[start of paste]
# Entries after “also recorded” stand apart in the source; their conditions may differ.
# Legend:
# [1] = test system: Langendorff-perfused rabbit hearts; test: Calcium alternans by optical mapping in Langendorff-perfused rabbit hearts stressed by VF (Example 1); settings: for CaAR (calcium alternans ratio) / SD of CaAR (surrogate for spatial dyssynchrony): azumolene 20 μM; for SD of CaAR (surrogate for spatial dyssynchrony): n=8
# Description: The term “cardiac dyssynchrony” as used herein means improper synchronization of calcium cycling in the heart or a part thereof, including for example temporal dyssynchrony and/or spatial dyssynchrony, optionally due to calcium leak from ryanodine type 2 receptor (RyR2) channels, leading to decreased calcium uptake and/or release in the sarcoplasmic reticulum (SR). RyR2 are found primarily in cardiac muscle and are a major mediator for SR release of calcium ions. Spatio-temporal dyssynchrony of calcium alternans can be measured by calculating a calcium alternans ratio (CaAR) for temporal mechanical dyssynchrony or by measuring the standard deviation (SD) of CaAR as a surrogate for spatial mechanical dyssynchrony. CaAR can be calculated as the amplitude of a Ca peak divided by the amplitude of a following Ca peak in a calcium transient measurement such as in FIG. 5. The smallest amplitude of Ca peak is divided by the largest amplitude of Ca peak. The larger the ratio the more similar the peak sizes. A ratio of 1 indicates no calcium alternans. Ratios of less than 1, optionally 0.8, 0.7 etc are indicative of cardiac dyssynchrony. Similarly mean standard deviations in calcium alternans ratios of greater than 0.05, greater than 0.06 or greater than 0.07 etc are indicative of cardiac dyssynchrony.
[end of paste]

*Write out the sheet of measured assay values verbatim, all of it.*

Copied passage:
# Entries after “also recorded” stand apart in the source; their conditions may differ.
# Legend:
# [1] = test system: Langendorff-perfused rabbit hearts; test: Calcium alternans by optical mapping in Langendorff-perfused rabbit hearts stressed by VF (Example 1); settings: for CaAR (calcium alternans ratio) / SD of CaAR (surrogate for spatial dyssynchrony): azumolene 20 μM; for SD of CaAR (surrogate for spatial dyssynchrony): n=8
# Description: The term “cardiac dyssynchrony” as used herein means improper synchronization of calcium cycling in the heart or a part thereof, including for example temporal dyssynchrony and/or spatial dyssynchrony, optionally due to calcium leak from ryanodine type 2 receptor (RyR2) channels, leading to decreased calcium uptake and/or release in the sarcoplasmic reticulum (SR). RyR2 are found primarily in cardiac muscle and are a major mediator for SR release of calcium ions. Spatio-temporal dyssynchrony of calcium alternans can be measured by calculating a calcium alternans ratio (CaAR) for temporal mechanical dyssynchrony or by measuring the standard deviation (SD) of CaAR as a surrogate for spatial mechanical dyssynchrony. CaAR can be calculated as the amplitude of a Ca peak divided by the amplitude of a following Ca peak in a calcium transient measurement such as in FIG. 5. The smallest amplitude of Ca peak is divided by the largest amplitude of Ca peak. The larger the ratio the more similar the peak sizes. A ratio of 1 indicates no calcium alternans. Ratios of less than 1, optionally 0.8, 0.7 etc are indicative of cardiac dyssynchrony. Similarly mean standard deviations in calcium alternans ratios of greater than 0.05, greater than 0.06 or greater than 0.07 etc are indicative of cardiac dyssynchrony.